£7m from Ipswich hospital for brain-injured boy's care
A seven-year-old boy will receive £6.94 million from Ipswich Hospital for brain injuries he suffered after his birth at the hospital. The compensation will go towards the cost of his care throughout his lifetime.
The boy, who cannot be named for legal reasons, was starved of oxygen at birth and he now requires constant care. He will never be able to live an independent life.
The boy was left with cerebral palsy and dystonia and cannot sit, stand or grab items. He also has speech impairments and learning difficulties.
The hospital admitted liability for not delivering him sooner in 2004.
The High Court heard the hospital was negligent in the management of the boy's birth and he suffered a hypoxic injury which would not have occurred had staff delivered him earlier.
Harry Trusted, representing the boy, said: "He is a very bright, active child, but I cannot paint it in an entirely positive light as he has lots of needs and is unable to sleep.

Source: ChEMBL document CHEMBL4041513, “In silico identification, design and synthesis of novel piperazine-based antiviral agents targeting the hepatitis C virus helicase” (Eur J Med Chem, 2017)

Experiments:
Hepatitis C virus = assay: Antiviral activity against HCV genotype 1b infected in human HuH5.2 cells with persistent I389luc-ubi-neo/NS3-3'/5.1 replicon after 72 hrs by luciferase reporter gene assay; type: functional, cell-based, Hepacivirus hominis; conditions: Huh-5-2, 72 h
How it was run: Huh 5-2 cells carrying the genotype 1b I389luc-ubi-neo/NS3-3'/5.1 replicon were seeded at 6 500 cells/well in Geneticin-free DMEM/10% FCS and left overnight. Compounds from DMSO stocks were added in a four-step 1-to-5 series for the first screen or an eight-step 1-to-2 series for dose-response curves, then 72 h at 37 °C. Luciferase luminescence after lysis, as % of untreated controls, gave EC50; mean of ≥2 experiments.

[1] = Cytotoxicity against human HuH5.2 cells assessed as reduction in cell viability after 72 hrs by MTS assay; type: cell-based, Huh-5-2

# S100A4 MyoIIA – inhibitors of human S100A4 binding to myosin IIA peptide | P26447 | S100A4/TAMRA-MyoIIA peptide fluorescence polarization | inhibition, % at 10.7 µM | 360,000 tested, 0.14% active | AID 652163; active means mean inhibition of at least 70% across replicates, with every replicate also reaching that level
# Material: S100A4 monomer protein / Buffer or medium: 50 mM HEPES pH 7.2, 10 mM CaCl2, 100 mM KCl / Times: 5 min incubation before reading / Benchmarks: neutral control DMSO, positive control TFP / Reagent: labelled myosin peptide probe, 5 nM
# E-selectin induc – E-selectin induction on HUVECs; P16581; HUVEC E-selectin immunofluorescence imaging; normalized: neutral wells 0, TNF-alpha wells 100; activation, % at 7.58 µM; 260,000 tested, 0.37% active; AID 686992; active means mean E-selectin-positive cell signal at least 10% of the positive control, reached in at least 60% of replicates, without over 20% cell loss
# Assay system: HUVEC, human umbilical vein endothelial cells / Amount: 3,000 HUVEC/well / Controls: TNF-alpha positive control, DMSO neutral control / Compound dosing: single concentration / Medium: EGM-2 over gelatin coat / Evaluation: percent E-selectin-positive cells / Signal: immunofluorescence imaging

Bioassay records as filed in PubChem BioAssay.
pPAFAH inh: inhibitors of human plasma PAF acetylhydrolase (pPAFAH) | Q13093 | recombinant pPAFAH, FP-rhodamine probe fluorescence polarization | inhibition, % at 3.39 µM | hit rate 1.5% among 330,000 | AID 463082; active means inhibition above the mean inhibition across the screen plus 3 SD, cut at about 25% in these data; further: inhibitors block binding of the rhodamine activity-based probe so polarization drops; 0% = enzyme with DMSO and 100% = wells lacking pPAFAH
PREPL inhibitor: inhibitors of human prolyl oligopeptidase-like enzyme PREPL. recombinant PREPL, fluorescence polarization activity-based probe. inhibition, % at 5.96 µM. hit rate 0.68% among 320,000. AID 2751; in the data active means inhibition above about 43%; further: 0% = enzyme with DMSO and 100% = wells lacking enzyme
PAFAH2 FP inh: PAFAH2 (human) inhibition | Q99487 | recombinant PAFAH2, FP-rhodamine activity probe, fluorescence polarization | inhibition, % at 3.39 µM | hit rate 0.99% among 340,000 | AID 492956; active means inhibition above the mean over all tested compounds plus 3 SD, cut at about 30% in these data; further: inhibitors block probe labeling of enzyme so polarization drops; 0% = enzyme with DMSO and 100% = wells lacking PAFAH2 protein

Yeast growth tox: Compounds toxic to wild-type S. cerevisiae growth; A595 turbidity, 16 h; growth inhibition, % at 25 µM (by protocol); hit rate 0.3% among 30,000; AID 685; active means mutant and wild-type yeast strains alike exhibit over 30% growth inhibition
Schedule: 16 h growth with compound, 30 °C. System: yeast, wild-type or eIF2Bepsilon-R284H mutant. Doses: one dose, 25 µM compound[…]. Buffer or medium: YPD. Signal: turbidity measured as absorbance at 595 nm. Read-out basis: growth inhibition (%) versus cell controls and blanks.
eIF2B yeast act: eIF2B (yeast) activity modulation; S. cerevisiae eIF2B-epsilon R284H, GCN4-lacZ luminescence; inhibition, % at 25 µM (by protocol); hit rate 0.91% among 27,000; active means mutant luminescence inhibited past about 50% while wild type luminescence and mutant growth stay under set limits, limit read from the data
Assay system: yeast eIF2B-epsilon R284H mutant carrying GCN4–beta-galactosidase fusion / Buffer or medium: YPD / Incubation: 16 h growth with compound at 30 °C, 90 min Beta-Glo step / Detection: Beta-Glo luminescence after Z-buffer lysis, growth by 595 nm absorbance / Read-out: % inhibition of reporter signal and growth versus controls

"The toll on mum and dad is a very heavy one and they had no choice but to move house because of his disabilities."
Ipswich Hospital NHS Trust agreed to pay a lump sum of £3.25m with further payments of £124,000-a-year rising to £175,000-a-year in 2023.
The money is compensation for loss of earnings and will also pay for specially adapted accommodation, equipment, speech and language therapy and supporting care.
Mr Justice Butterfield, who approved the settlement, said: "The parents have cared for this child with love and devotion over many years.